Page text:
Reviews: Command & Conquer Collection Remastered | Instant News

This year 1995 and I sat in front of our Packard Bell computer trying to learn the ins and outs of this new game that my father was crazy about. If you know at least one thing about me, my love of strategy games comes directly from watching my father on the computer for hours. I will pull a chair and watch it build empires and destroy virtual enemies. My father’s latest obsession is the latest installment in real-time strategy: Command & Conquer. For years after the initial release, we desperately Command & Conquer fan. It spoke to us on a personal level, besides entertaining, when we grew up in a military background. Being a soldier, my father always encouraged me at a young age to explore strategic games and often guided me when I played Command & Conquer. Back in 1995, this game became a big hit in the world of RTS and paved the way for future games in such genres Royal era, Starcraft, Homeworld and many others. The title explores new themes such as alternative historical timelines and science fiction wars – not much cooler than building a Tesla Coil and watching them zap toward enemies before they can make your defenses weak. While today we have several more modern ones Command & Conquer titles that we can see (like the recent mobile game or the new sequel to Steam), the original still holds a lot of good replay value for newcomers and veterans.

That Remastered Collection bring both of them Command & Conquer and Command & Conquer: Red Alert with all DLC to the new generation of games after 25 years. This collection displays the same original titles as we remember, but with updated graphics, sound design, and creative options with the map maker. For development fans behind the scenes, this collection also features a bonus gallery with developer videos that can’t be opened, B-roll recordings, photos and even music tracks that haven’t been released yet. There are many things to be celebrated with this remaster, but there are some striking mistakes that feel like they should be eliminated after more than two decades. As more remasters and remakes are being developed, an important component of bringing old loved ones into the future is to modernize controls so that they grow old well. Although we still get the same great gameplay that makes this series great, there are some obstacles in modernizing the title.

It has been around twenty years since I last played this original C&C game, so it was a tremendous blast from the past to hear the opening theme of the trademark sound design and title. Boot the original title, the player is welcomed by a battle interface computer friend, EVA. Acting as the announcer for all the games, it is very pleasant to hear the voice actress EVA repeat her role to re-record her dialogue in high definition. EVA is not the only one to get audio enhancements, because original composers Frank Klepacki and Tiberian Sons also returned with remastered music. Let’s face it. Command & Conquer Don’t hit hard without the star soundtrack in the background. This new collection also features a jukebox that allows players to customize the personal soundtrack. For fans who appreciate the title in its original format, there is an option to switch the sound design back to the original, lower resolution.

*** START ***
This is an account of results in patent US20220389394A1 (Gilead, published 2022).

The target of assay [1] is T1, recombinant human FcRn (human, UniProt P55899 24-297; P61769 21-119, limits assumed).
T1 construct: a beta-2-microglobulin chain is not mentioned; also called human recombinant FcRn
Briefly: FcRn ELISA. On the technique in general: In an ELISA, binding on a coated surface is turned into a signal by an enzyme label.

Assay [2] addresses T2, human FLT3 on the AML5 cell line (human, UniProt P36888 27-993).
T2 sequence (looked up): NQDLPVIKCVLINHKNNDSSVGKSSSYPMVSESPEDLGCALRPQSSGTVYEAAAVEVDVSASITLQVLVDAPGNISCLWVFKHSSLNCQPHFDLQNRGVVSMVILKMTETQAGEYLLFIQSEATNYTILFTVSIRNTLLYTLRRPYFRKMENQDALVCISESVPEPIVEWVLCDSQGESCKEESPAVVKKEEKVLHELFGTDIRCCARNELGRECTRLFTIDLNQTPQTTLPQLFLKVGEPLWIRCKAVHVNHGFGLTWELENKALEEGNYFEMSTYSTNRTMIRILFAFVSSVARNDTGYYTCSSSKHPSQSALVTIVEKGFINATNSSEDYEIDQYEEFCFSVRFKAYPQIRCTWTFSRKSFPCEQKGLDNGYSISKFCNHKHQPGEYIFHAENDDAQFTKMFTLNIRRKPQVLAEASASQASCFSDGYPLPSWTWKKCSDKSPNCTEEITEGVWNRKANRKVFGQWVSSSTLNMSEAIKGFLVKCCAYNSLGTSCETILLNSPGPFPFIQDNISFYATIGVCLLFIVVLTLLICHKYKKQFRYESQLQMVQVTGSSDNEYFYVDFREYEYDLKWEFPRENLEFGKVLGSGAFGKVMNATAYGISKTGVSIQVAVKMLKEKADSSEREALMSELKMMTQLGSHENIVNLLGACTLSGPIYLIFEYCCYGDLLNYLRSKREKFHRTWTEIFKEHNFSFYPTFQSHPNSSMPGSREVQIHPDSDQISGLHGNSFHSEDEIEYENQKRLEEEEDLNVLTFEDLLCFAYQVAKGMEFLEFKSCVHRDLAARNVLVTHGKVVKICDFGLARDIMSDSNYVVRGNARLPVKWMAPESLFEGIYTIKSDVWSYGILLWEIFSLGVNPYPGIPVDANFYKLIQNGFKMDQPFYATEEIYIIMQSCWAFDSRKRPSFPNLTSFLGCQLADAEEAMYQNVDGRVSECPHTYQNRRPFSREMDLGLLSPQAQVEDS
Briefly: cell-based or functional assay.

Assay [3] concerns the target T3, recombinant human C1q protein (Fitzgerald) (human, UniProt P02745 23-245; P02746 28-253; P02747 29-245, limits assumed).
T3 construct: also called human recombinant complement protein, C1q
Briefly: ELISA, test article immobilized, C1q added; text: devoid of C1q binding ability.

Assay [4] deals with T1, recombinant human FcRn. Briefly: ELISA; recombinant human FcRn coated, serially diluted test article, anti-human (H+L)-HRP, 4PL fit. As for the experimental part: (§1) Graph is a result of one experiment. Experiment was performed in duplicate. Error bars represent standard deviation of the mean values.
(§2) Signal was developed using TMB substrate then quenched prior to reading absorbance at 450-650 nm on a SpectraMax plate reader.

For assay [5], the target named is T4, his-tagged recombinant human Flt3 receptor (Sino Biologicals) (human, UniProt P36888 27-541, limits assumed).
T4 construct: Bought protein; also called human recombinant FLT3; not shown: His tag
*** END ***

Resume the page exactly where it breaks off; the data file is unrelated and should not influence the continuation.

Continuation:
Toggling sound design is not the only veteran fan option available if they revive the title in its original format. One of the coolest features offered by this collection is the ability to switch mid-game graphics by pressing the space key (for my keyboard people out there). This is an identical feature that you might remember from Halo Master Chief collection where people can switch between original graphics and remasters by pressing a button. The updated 4k graphics are very neat. This is an amazing way to experience the game, especially coming as an original release player. Deeper texture in the environment and updated model design can be seen for fan favorite units. Back in my day (say 32 years), we only had a set number of pixels to work on and that was fine. However, that means that “details” are usually difficult to distinguish. Newer graphics allow you to see the intentions behind designs that help elevate the science fiction genre known to the game. This is also good for Emergency because the sequel added a cool new toy to play. The addition of updated graphics is welcome, but it seems that the 4k resolution stops at gameplay.